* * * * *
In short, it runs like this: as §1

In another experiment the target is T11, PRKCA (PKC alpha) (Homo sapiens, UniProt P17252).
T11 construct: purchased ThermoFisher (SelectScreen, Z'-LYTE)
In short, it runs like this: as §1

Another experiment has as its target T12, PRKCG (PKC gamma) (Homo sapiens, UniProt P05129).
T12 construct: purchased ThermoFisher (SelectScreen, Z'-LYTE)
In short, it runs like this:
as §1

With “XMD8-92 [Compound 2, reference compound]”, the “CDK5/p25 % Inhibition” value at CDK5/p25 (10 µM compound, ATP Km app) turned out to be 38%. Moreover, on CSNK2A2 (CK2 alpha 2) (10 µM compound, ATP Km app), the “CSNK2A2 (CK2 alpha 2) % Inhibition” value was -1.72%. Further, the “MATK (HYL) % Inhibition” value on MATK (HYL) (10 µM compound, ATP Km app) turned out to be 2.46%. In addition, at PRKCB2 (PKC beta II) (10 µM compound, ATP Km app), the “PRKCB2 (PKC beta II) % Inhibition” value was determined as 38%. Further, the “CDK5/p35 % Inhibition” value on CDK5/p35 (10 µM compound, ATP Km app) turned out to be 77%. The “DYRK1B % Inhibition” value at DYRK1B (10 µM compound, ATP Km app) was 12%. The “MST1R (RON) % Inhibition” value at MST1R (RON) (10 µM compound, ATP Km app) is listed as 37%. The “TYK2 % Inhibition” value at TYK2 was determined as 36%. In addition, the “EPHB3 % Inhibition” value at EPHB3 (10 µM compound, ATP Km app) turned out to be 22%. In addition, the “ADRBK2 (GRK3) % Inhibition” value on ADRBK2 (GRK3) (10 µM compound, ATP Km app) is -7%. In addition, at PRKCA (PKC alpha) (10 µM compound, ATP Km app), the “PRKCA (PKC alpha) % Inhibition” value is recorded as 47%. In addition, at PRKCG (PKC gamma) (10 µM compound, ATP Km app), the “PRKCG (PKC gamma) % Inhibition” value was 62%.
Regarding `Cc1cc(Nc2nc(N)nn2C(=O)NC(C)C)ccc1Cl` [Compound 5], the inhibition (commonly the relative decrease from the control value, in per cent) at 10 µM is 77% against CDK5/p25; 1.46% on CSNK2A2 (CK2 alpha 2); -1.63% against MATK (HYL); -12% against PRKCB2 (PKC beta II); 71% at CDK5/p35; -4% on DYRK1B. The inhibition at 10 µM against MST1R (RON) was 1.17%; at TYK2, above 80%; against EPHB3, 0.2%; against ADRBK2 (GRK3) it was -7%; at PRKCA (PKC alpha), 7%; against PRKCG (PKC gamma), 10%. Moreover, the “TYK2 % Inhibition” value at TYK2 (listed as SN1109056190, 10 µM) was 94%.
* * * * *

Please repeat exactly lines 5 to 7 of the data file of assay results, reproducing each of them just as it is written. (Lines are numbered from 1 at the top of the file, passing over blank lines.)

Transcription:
Another experiment has as its target T12, PRKCG (PKC gamma) (Homo sapiens, UniProt P05129).
T12 construct: purchased ThermoFisher (SelectScreen, Z'-LYTE)
In short, it runs like this: